Barnsley’s Kathryn Roberts and her husband, musician and producer Sean Lakeman, are very much considered British folk royalty and are part of the same mid-nineties scene that gave birth to the careers of Kate Rusby, Sean’s brother Seth Lakeman, Cara Dillion, Eliza Carthy and the modern folk revival.
In the past though, they have often been overshadowed by their contemporaries but now, after a year-in-the-making, their new scene steeling album shows that this is definately now their turn to shine. This strong collection of self-penned songs could surely only have come from the kind of changes and experiences (Kathryn and Sean became parents to two twin girls in 2007) a couple can have during a nine year hiatus; so much so that this mainly self-penned album only allows for one traditional arrangement and one cover version. Hidden People confirms what we already knew. In Kathryn Roberts we have a very versatile and beautiful voice and in Sean, one of the finest producers and instrumentalists in working Folk today.
Opener, Huldra is the kind of atmospheric and sparse set that I have always loved about the Lakeman brothers. It fuses together perfectly a traditional English folk melody with the Scandinavian. Huldra (literal translation meaning Hidden People) has next to no instrumentation and only the slowly building layers of female vocals. It is a haunting and daring way to start the album.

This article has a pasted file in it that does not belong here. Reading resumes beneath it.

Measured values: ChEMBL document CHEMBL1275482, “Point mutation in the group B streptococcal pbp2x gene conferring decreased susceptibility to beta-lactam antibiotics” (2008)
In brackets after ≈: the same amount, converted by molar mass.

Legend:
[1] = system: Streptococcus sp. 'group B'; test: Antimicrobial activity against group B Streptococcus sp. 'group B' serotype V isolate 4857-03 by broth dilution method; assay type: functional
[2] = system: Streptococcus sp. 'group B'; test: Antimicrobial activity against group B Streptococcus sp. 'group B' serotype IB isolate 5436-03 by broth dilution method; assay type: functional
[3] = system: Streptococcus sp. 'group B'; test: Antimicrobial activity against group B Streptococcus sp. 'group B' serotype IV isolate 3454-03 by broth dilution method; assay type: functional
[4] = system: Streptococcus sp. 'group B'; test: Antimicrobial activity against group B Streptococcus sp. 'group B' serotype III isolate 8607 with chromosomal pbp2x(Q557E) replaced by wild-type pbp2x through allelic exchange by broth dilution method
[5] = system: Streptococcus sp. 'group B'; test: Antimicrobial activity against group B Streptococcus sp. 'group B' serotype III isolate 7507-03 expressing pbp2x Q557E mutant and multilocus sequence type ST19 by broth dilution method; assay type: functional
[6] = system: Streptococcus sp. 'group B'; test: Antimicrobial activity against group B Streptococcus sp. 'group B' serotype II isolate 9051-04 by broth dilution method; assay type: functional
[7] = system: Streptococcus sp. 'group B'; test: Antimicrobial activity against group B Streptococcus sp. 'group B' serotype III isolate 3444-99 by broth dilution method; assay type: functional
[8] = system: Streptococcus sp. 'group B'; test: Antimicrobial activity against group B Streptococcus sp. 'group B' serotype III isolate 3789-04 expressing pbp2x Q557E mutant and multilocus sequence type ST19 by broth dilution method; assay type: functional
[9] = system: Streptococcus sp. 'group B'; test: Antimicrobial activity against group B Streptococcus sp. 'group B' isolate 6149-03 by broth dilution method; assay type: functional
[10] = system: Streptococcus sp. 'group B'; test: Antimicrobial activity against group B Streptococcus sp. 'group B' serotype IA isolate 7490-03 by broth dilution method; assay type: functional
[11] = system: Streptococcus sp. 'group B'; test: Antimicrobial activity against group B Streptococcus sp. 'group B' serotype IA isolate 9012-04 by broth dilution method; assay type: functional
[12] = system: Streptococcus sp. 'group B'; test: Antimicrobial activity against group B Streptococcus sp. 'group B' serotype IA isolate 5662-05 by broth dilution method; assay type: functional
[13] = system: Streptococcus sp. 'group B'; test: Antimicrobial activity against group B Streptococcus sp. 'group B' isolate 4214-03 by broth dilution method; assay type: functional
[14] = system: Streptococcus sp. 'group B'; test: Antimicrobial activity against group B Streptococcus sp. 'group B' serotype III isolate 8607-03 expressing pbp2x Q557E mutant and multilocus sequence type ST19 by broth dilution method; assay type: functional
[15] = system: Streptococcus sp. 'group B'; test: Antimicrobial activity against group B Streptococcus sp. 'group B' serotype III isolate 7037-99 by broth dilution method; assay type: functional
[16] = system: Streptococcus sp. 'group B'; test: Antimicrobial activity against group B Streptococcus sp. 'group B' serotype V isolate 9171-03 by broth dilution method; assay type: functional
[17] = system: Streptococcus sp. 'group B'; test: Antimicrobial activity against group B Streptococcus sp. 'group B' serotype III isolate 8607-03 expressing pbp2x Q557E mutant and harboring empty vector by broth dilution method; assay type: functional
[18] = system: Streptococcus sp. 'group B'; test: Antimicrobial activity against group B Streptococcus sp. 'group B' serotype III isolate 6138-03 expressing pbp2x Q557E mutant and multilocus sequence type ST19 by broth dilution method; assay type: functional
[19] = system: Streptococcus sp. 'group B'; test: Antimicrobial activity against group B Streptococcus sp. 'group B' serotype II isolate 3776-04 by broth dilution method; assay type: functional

Many different influences and genres are incorporated with ease. On Oxford, N.Y. and Hang the Romance, there is more than scent of Fleetwood Mac, but that suits Roberts and Lakeman down to the ground. Their fusion of rock and folk is for the most part earthy, soulful and full of conviction. It’s only when it moves into a slightly over-produced pop territory that it starts to stray slightly from the path.
Highlights for me here are easy to pick. The White Hind is an amazing collaborative effort and despite the many vocal contributions from Jim Moray, Dave Burland and Caroline Herring, the song never loses sight and is one of the strongest performances on the album. Lusty Smith has a great beat to it; one that I can imagine going down a storm in a live setting.
However, here it is The Ballad of Andy Jacobs and the closing track Jackie’s Song that beats them all. I had the pleasure of seeing Kathryn and Sean perform at last year’s Folk By the Oak Festival and even though then these songs were unknown to me, just as they did then, here they stand out as the highlights of the set.
…Andy Jacobs is a very real and heart wrenching tale of miner’s strikes and the affect it had on families and Jackie’s Song, with just its solo voice and acoustic guitar shows that this couple never really needed the tricks of the studio to sound so affecting.
With that voice and those arrangements, you can see why we have an album that easily stands up as a classic alongside even Kitty Jay and The Girl Who Couldn’t Fly.
Hidden People is available now on Navigator Records.